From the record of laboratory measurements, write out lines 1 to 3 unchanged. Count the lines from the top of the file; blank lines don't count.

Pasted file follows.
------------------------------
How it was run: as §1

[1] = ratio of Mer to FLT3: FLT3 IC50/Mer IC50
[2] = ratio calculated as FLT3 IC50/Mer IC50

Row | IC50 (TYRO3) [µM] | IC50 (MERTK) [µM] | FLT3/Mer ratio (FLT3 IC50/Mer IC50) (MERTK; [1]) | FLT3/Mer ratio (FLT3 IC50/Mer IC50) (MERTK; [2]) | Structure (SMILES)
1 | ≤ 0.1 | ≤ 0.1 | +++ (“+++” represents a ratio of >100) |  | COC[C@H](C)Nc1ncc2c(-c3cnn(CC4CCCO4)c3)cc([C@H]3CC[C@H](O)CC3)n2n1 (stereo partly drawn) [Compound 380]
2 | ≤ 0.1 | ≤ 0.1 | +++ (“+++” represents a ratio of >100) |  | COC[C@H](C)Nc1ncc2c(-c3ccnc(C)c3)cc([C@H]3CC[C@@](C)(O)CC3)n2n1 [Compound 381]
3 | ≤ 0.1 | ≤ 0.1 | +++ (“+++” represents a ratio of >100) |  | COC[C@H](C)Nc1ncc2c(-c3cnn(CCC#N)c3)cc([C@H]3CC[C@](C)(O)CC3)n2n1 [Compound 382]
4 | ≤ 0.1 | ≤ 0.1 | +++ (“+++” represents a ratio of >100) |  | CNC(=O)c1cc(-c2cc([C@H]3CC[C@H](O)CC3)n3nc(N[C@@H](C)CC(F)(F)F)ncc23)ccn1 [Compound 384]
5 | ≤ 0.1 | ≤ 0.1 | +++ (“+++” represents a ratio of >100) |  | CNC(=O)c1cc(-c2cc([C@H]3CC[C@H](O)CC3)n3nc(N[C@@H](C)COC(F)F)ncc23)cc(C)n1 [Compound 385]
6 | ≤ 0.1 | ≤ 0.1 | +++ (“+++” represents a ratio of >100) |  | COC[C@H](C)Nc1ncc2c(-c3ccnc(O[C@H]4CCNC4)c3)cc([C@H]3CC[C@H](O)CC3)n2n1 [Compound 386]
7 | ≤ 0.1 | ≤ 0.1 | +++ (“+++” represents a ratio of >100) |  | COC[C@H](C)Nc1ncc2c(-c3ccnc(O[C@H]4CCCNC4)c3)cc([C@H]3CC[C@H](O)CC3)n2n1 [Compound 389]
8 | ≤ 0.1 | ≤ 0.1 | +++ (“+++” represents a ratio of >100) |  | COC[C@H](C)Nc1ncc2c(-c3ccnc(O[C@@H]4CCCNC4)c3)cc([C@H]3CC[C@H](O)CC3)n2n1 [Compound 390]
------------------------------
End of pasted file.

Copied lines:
How it was run: as §1

[1] = ratio of Mer to FLT3: FLT3 IC50/Mer IC50
[2] = ratio calculated as FLT3 IC50/Mer IC50